Dinosaur of the week: Black Wheatear

black wheatearThis Oenanthe leucura was spotted on a beach near Oran in Algeria. The species is native in the Maghreb region and classified ‘Least Concern’, but possibly extinct in France and Gibraltar.

Many thanks to the people on birdforum.net for their help with the ID.

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WorldBookProject – What’s coming and what’s missing

wbp  On the picture are some of the titles which I hope to read in the coming weeks. On my e-reader, I have started with Cameroon, and Brazil, Haiti, Vatican, Antarctica and Kazakhstan are ready to go.

I’m still looking for suggestions for the following places:

Central African Republic, Comoros, Equatorial Guinea, Guinea-Bisseau, Honduras, Maldives, Mauritania, Monaco, Nauru, Niger, Palau, Panama, Moldova, Saint Vincent and the Grenadines, San Marino, Sao Tome and Principe, Singapore, South Sudan, Tajikistan, Timor Leste, Turkmenistan, Tuvalu, UAE, Uzbekistan, Vanuatu, Akrotiri and Dhekelia, French Guyana, French Polynesia, Kurdistan, Mayotte, Netherland Antilles, New Caledonia, Norfolk Island, Pitcairn Island, Reunion.

Please leave a comment if you know of a good book by an author from one of these places. Thanks!

Algeria – Kristel

During the Christmas holiday, we thought we’d follow what every Algerian tells you to do on a day off – go to the beach. So, we went to the beach near Kristel which had been recommended by a student.

The beach was rocky, not sandy, but the weather was nice and we were almost alone apart from some anglers.Kristel beachIn the background, on the left is the plateau where we usually go for our afternoon strolls. In the middle is smog-covered Oran and some ships and on the right is the hill with the Fort Santa Cruz (more about which in a soonish to follow post).

I find it extraordinary that people here tell me all the time how much they love the beach and when you get there, it looks like this: rubbishPlastic bags, bottles, bits of fishing nets and fishing lines, plus other stuff. We have now bought some gloves, so next time we’ll go anywhere it’s a beach/forest clean!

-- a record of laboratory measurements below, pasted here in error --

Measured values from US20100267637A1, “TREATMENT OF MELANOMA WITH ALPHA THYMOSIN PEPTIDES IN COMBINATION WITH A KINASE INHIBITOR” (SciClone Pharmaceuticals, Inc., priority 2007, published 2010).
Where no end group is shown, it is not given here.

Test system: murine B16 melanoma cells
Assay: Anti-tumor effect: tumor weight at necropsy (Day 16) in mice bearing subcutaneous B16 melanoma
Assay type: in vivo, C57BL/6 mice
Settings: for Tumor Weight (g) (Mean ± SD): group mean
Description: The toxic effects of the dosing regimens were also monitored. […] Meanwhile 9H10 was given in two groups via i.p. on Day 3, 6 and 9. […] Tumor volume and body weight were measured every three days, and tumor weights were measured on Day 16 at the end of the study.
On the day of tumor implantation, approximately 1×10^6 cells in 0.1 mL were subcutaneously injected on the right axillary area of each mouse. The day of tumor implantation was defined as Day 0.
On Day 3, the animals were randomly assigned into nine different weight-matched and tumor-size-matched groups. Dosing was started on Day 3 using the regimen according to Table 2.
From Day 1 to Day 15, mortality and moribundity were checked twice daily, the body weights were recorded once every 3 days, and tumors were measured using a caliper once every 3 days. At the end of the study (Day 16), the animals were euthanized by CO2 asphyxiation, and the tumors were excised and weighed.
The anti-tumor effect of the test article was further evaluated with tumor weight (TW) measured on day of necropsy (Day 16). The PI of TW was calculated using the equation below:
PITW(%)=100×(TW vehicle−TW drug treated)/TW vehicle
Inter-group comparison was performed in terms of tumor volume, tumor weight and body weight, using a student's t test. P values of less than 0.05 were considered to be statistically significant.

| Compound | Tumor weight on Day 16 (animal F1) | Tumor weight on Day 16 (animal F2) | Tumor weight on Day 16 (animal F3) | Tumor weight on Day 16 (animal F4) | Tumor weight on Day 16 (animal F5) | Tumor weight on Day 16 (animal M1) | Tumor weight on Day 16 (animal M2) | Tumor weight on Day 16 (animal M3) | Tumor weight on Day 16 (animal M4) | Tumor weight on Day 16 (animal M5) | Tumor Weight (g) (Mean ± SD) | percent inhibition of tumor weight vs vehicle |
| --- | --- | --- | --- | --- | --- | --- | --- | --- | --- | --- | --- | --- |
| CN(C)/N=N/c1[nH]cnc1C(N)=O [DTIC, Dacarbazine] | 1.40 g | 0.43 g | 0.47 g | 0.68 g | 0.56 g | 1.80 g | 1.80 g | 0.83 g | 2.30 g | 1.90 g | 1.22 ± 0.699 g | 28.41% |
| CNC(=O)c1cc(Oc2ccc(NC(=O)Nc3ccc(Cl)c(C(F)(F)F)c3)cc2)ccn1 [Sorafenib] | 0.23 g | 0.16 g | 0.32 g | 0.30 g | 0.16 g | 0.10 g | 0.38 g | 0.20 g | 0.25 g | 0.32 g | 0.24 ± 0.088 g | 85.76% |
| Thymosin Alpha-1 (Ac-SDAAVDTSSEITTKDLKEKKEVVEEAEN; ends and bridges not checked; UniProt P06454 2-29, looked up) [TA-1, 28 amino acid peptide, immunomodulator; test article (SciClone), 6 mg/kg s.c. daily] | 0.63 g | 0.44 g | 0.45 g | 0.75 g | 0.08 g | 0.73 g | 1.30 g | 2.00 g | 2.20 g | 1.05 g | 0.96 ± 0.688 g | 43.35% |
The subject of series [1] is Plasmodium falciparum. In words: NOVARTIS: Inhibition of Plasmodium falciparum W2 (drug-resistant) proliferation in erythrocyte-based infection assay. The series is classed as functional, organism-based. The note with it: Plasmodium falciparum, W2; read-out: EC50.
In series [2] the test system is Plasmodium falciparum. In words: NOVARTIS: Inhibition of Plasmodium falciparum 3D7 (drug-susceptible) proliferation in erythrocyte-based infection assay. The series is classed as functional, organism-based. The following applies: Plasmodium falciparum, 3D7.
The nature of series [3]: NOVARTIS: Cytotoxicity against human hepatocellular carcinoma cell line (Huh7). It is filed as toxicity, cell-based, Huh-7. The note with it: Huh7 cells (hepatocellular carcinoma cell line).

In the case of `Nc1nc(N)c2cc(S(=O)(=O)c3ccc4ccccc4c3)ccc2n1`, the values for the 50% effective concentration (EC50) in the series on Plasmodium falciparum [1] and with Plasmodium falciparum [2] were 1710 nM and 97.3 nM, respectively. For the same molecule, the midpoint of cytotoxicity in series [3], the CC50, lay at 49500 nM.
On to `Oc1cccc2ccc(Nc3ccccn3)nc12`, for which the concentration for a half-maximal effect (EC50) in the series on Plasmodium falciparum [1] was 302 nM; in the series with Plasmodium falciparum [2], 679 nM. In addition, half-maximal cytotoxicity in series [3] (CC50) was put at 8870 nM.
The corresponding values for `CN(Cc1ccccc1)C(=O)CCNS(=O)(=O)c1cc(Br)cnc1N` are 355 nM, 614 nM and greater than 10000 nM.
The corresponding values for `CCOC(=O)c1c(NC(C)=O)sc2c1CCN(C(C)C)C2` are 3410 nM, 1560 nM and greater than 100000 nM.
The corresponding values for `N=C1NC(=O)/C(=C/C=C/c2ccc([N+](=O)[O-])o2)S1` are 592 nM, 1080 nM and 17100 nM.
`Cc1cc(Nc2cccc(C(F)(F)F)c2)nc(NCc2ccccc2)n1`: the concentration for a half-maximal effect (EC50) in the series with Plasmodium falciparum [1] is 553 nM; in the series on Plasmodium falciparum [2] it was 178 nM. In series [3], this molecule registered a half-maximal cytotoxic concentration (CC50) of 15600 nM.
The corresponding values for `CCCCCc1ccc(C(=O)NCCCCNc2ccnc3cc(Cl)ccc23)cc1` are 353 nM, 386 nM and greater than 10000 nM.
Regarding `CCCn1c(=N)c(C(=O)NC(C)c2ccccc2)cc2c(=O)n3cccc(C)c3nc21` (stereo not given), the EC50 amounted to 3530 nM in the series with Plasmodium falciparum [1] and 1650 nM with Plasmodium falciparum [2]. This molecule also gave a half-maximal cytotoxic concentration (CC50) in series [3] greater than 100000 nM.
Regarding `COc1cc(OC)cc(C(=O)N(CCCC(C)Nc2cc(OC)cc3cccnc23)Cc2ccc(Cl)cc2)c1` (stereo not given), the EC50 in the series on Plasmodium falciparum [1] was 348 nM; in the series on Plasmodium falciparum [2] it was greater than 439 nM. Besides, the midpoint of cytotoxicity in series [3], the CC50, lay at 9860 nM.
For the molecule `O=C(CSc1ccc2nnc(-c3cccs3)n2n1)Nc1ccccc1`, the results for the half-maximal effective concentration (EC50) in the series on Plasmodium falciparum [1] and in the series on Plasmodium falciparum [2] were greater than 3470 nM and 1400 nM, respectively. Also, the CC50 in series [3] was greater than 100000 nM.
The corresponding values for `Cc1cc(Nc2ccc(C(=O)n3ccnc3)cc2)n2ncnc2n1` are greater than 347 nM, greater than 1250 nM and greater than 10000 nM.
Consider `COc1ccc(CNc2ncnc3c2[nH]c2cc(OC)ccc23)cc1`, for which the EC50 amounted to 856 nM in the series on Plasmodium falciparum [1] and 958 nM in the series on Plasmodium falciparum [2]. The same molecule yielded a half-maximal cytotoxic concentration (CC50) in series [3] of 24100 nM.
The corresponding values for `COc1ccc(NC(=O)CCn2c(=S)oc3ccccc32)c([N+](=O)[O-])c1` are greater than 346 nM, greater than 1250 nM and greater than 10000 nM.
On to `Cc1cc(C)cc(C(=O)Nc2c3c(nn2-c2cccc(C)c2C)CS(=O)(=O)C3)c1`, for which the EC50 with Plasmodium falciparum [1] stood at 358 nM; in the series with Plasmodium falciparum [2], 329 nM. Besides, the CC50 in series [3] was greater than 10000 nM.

Even more remarkable under these conditions was the presence of some birds. We saw Common Sandpiper, Little Egret, Black Wheatear, Sandwich Tern and lots of gulls. The tide was low which gave us a chance to admire the rock pools, too. rock pool

WorldBookProject – Barbados, Burma and Iraq

It’s been quite a while since I last blogged about my reading adventures. Learning French was/is a priority and on top of that, there’s of course work and a different daily routine. I also have “only” about 100 territories left to read, for some of which it’s really tricky to find anything, e.g. Monaco and San Marino. If you’ve got any suggestions, please leave a comment.

150 Barbados: Karen LordRedemption in Indigo

A few years ago, I read another book by Lord which I really enjoyed so I was glad to find her debut novel. It didn’t disappoint! Laugh-out-loud funny and occasionally terribly sad, I was intrigued by everything: the main female character, the cultural aspects, the magic, the way things connected with each other. Looking forward to reading more by her.

151 Burma: Nu Nu YiSmile as they Bow

Here, I’m sitting on the fence. The characters were certainly exciting, especially since there seems to be so little representation of LGBT+ in mainstream publishing and translation. However, I found it difficult to connect to the story because it was so loud. The descriptions of dancing and singing crowds at the festivals were just too realistic, whereas I prefer quiet.

152 Iraq: Alia MamdouhMothballs

This again was a book which left me in two minds. I think, in my late teens or early twenties I’d have liked the story and in particular the narrator. Here and now, for the most part it left me shrugging my shoulders. What’s more, the change in narration from ‘I’ to ‘you’ was quite confusing for me. But I think if a reader likes this kind of challenge they would experience a unique insight into a girl’s life in mid-20th century Baghdad.

Dinosaur of the week: Eurasian Nuthatch

nuthatch

Sitta europaea is lovely to look at. The species is doing alright, but since they live in old forests local populations are under threat from logging, e.g. in Poland.

This one was on a bird feeder in Slovakia. Remember to feed birds seeds and nuts. Feeding bread is a really bad idea as it damages the birds’ digestive system.